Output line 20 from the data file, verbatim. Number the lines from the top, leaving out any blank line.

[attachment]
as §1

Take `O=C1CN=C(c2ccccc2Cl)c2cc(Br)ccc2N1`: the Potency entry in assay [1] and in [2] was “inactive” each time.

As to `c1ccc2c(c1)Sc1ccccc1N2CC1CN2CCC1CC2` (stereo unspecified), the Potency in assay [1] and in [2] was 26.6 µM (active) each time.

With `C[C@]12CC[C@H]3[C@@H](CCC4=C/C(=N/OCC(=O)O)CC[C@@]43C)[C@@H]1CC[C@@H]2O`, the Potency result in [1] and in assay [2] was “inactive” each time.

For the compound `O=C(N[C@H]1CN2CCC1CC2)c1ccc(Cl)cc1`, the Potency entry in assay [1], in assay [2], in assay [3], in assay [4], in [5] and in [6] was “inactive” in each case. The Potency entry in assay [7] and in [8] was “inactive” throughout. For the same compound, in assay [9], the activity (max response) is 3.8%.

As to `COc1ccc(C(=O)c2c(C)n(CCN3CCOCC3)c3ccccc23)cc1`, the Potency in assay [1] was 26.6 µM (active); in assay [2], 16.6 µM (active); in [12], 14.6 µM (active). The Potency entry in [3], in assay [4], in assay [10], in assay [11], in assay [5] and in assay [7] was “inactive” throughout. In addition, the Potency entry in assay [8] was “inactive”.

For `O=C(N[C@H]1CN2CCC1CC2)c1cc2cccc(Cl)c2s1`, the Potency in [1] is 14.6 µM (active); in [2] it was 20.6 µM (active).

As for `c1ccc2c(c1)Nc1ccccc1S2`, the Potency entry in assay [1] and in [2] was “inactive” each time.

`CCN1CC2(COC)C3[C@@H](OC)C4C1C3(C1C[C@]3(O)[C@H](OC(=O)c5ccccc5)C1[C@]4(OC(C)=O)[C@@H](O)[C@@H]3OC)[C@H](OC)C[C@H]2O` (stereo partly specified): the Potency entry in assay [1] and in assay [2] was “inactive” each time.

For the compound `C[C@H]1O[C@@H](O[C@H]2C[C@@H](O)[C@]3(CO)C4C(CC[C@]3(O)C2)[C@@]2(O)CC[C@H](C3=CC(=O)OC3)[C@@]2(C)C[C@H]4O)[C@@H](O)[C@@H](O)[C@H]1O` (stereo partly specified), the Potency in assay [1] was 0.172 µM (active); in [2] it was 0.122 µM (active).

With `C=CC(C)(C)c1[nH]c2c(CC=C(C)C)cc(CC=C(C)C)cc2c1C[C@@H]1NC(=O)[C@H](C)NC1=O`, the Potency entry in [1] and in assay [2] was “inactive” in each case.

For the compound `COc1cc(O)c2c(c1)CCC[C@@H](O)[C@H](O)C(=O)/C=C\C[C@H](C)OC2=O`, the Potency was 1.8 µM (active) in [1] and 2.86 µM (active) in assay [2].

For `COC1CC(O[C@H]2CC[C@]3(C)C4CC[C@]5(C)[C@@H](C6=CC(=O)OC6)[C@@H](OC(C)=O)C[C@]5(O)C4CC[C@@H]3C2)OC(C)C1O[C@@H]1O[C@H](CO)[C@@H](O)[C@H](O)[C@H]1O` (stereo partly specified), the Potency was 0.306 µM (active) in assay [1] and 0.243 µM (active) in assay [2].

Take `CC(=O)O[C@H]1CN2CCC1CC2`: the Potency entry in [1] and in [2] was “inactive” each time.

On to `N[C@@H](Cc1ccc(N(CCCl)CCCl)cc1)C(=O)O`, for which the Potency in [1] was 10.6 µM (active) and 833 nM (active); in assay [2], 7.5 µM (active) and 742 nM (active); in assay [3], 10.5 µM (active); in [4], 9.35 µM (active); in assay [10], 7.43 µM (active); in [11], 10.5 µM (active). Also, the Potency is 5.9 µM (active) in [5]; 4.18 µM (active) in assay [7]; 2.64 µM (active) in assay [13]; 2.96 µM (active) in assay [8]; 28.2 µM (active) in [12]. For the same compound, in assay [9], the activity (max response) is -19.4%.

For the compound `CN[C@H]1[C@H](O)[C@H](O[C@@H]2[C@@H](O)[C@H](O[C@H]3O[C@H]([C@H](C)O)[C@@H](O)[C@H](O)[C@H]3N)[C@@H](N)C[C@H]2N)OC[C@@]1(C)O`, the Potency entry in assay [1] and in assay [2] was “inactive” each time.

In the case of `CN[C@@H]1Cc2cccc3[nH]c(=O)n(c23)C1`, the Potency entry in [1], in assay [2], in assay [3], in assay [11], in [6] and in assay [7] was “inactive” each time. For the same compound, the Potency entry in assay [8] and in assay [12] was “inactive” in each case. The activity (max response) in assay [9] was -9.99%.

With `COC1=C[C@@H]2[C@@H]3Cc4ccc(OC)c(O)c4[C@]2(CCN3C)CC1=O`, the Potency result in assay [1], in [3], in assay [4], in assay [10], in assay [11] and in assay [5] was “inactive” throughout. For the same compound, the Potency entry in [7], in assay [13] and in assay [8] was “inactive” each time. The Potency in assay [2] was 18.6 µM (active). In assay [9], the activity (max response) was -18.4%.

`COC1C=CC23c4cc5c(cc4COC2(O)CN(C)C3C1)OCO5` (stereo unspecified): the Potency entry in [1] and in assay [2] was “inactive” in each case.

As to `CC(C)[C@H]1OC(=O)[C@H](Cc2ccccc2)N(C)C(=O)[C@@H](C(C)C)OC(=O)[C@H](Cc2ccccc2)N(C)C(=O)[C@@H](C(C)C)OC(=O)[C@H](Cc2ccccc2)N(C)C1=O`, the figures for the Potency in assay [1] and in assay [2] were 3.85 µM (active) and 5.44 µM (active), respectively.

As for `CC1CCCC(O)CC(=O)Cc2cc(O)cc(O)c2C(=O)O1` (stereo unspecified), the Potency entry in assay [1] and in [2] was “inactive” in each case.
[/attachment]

As to `CC(C)[C@H]1OC(=O)[C@H](Cc2ccccc2)N(C)C(=O)[C@@H](C(C)C)OC(=O)[C@H](Cc2ccccc2)N(C)C(=O)[C@@H](C(C)C)OC(=O)[C@H](Cc2ccccc2)N(C)C1=O`, the figures for the Potency in assay [1] and in assay [2] were 3.85 µM (active) and 5.44 µM (active), respectively.